Forms of dementia, including Alzheimer’s disease, gradually affect your cognitive function by harming your memory and your ability to think and make decisions. By 2050, experts project that 13.8 million older adults in the United States will develop Alzheimer’s disease and related Dementias (ADRD). Although Alzheimer’s disease is the most common form of dementia, other forms include Lewy Body dementia, frontotemporal dementia, and vascular dementia—all of which have upsetting consequences for people with dementia and their families.
Since no cure or treatment yet exists for ADRD, healthcare providers currently focus on preventing the treatable risk factors that can lead to dementia. This strategy could potentially slow the onset and progression of ADRD.
Hospitalization poses risks to people with ADRD and can have life-threatening consequences, including predisposing us to delirium (the medical term for a rapid change in mental state, often marked by confusion), a decline in mental or physical function, being admitted to long-term care facilities, and even death.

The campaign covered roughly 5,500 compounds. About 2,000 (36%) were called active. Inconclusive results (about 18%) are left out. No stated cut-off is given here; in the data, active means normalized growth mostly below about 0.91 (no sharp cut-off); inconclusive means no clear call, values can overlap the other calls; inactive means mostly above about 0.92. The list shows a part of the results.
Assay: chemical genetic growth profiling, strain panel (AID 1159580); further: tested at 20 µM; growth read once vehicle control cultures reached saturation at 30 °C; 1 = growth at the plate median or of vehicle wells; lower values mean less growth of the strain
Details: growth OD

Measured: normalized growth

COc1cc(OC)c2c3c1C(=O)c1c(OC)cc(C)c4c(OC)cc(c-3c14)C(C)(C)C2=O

In particular, delirium can worsen the course of an illness, quicken physical and mental decline, lengthen hospital stays, and cause higher rates of hospital re-admission and death. One in 8 hospitalized people with ADRD who develops delirium will have at least one serious problem, including cognitive decline, possibly leading to admission to long-term care or death.
Here’s the good news: Experts say 30 to 40 percent of delirium cases are preventable. But until now, we have not studied how delirium and its severity affect hospitalized older adults with and without ADRD. Continue reading